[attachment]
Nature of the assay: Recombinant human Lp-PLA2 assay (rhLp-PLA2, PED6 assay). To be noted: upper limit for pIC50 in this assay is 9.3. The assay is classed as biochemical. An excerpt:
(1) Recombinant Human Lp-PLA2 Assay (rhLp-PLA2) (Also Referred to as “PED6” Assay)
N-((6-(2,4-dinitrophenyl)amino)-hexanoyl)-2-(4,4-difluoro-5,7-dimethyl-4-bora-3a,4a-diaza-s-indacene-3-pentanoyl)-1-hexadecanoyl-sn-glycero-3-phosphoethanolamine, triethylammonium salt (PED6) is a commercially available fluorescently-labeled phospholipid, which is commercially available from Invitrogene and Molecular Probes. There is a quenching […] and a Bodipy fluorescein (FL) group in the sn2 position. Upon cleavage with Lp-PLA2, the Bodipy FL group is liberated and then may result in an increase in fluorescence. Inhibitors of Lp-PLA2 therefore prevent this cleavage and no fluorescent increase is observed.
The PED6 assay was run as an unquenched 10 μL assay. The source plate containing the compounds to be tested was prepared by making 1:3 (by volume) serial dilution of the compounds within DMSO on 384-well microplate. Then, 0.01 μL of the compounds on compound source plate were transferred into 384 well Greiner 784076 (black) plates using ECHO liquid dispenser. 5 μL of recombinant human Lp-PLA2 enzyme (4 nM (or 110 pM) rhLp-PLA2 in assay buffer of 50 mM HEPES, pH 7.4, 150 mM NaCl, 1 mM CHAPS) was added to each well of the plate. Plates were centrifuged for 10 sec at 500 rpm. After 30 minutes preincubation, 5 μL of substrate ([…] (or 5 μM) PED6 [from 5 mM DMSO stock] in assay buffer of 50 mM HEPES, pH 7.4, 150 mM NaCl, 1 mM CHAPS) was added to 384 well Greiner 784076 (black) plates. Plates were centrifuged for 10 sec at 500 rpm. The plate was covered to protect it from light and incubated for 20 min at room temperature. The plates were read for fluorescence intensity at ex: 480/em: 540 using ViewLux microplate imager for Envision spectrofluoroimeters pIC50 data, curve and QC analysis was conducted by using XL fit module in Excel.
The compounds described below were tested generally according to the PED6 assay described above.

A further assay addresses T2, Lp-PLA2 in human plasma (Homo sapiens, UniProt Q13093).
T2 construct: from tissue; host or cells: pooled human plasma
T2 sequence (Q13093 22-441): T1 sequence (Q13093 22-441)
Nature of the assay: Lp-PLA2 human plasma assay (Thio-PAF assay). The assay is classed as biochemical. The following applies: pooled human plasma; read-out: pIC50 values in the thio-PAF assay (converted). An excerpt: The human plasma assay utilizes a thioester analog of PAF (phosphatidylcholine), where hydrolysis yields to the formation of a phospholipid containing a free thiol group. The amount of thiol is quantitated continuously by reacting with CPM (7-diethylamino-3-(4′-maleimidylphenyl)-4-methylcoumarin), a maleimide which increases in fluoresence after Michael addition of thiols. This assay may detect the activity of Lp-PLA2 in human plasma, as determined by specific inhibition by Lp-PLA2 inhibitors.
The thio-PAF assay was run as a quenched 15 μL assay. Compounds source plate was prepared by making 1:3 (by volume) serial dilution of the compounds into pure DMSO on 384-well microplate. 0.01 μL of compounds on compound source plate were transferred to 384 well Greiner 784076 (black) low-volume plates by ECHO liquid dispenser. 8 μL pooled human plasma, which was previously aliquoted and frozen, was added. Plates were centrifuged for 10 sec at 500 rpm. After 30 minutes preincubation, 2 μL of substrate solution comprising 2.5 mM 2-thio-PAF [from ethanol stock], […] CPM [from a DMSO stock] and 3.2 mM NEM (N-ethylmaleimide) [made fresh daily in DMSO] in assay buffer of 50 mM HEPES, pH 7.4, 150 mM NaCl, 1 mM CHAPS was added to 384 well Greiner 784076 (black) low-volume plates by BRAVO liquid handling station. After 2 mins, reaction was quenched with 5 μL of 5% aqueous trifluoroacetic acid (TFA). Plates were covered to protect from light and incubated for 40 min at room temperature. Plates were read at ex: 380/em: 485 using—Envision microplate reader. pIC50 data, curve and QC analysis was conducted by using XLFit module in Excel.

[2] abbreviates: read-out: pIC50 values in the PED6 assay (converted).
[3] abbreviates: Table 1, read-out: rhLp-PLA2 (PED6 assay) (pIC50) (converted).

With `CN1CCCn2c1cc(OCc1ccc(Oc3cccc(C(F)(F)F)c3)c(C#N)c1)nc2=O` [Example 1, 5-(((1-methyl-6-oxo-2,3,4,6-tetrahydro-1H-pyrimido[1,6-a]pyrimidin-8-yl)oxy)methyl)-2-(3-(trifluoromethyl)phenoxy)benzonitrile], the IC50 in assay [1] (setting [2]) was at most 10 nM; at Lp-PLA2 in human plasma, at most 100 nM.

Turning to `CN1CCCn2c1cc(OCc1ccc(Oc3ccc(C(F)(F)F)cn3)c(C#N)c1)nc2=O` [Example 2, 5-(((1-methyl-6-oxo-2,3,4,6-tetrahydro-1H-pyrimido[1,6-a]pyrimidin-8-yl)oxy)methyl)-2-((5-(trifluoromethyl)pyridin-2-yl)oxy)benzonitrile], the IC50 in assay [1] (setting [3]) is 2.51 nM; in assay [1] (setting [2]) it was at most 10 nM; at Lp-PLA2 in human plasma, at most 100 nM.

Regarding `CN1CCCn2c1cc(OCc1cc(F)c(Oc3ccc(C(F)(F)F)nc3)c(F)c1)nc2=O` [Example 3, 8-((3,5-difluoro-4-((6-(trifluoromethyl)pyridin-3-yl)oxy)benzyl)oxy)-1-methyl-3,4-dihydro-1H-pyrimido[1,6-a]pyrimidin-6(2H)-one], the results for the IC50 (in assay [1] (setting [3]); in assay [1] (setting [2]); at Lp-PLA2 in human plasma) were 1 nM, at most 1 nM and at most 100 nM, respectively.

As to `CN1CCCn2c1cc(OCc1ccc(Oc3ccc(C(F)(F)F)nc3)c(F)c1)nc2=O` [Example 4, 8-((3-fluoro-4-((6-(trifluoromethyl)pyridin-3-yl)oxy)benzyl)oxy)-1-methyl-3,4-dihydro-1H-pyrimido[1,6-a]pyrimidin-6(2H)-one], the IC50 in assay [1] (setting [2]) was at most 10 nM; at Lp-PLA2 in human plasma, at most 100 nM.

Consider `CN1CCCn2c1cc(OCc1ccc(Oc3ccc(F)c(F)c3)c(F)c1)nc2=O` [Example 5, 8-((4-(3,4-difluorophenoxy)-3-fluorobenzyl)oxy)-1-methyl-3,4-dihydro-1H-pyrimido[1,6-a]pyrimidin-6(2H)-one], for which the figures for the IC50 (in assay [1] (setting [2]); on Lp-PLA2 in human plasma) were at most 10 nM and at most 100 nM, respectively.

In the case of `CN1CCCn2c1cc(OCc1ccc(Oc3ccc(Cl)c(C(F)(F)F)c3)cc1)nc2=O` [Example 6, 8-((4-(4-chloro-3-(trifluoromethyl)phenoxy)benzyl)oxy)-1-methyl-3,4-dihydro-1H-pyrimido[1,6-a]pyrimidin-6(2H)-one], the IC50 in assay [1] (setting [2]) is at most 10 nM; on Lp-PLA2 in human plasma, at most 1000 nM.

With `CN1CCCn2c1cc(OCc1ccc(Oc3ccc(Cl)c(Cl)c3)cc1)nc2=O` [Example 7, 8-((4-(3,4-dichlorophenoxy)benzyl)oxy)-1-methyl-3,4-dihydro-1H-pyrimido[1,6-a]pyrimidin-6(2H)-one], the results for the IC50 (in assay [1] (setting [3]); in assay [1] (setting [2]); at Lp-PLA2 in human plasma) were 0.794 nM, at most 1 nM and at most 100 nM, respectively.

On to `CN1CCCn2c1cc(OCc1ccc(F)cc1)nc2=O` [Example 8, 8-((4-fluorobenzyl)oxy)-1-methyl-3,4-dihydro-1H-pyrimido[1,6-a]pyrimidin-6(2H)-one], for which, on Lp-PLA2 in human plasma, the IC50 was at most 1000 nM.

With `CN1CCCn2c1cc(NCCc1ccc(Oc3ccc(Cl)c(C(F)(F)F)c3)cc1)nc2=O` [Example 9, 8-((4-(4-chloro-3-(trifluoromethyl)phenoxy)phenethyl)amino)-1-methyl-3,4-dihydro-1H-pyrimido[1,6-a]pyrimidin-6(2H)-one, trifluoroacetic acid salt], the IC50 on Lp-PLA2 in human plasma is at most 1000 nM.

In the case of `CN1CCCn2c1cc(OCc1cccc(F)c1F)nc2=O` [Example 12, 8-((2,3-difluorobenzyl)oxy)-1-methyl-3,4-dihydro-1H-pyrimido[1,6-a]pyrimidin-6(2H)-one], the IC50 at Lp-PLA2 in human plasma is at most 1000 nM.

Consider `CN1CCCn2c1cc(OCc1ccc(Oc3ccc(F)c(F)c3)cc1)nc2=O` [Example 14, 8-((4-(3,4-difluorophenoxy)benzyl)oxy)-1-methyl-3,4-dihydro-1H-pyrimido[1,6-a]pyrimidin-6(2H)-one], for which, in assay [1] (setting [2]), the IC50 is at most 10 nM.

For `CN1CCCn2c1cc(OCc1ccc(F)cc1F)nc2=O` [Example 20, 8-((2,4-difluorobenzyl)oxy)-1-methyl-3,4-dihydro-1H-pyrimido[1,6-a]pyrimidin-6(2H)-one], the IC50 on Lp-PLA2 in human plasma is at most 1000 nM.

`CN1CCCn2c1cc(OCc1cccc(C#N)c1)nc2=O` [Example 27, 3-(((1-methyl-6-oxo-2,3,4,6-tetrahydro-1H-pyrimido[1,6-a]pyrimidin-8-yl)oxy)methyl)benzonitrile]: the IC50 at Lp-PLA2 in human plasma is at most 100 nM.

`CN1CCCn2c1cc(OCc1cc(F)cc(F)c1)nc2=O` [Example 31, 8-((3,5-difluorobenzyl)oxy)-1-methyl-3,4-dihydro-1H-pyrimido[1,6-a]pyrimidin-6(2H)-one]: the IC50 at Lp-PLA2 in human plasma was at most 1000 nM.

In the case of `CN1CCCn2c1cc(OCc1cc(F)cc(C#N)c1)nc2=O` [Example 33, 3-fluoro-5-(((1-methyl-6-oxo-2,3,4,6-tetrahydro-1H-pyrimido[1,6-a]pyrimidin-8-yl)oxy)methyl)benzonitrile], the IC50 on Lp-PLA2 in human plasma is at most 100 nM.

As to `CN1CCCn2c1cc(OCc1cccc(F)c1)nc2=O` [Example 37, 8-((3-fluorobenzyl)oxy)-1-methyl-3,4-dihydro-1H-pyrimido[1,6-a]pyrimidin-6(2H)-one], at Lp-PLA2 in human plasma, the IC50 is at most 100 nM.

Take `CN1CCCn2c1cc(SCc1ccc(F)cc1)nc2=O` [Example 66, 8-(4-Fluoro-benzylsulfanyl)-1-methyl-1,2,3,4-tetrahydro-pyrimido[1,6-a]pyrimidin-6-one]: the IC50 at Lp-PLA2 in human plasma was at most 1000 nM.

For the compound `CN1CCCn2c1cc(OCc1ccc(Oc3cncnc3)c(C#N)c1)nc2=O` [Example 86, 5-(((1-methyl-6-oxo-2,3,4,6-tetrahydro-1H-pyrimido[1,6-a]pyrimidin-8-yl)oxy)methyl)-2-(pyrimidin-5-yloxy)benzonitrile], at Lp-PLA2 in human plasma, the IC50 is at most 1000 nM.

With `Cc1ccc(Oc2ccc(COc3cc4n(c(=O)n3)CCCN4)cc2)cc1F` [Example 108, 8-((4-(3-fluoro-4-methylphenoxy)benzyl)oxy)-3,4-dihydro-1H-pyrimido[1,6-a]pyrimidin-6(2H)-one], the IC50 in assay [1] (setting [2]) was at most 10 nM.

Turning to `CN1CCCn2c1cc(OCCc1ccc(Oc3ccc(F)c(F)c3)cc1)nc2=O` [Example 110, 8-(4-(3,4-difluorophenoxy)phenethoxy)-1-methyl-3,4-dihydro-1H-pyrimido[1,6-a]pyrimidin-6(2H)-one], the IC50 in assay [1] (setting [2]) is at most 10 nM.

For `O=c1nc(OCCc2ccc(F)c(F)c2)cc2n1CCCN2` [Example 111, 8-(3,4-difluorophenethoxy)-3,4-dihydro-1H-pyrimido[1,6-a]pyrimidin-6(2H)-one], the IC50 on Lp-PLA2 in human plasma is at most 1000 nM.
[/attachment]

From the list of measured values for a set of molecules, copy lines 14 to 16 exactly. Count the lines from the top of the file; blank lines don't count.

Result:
Turning to `CN1CCCn2c1cc(OCc1ccc(Oc3ccc(C(F)(F)F)cn3)c(C#N)c1)nc2=O` [Example 2, 5-(((1-methyl-6-oxo-2,3,4,6-tetrahydro-1H-pyrimido[1,6-a]pyrimidin-8-yl)oxy)methyl)-2-((5-(trifluoromethyl)pyridin-2-yl)oxy)benzonitrile], the IC50 in assay [1] (setting [3]) is 2.51 nM; in assay [1] (setting [2]) it was at most 10 nM; at Lp-PLA2 in human plasma, at most 100 nM.

Regarding `CN1CCCn2c1cc(OCc1cc(F)c(Oc3ccc(C(F)(F)F)nc3)c(F)c1)nc2=O` [Example 3, 8-((3,5-difluoro-4-((6-(trifluoromethyl)pyridin-3-yl)oxy)benzyl)oxy)-1-methyl-3,4-dihydro-1H-pyrimido[1,6-a]pyrimidin-6(2H)-one], the results for the IC50 (in assay [1] (setting [3]); in assay [1] (setting [2]); at Lp-PLA2 in human plasma) were 1 nM, at most 1 nM and at most 100 nM, respectively.

As to `CN1CCCn2c1cc(OCc1ccc(Oc3ccc(C(F)(F)F)nc3)c(F)c1)nc2=O` [Example 4, 8-((3-fluoro-4-((6-(trifluoromethyl)pyridin-3-yl)oxy)benzyl)oxy)-1-methyl-3,4-dihydro-1H-pyrimido[1,6-a]pyrimidin-6(2H)-one], the IC50 in assay [1] (setting [2]) was at most 10 nM; at Lp-PLA2 in human plasma, at most 100 nM.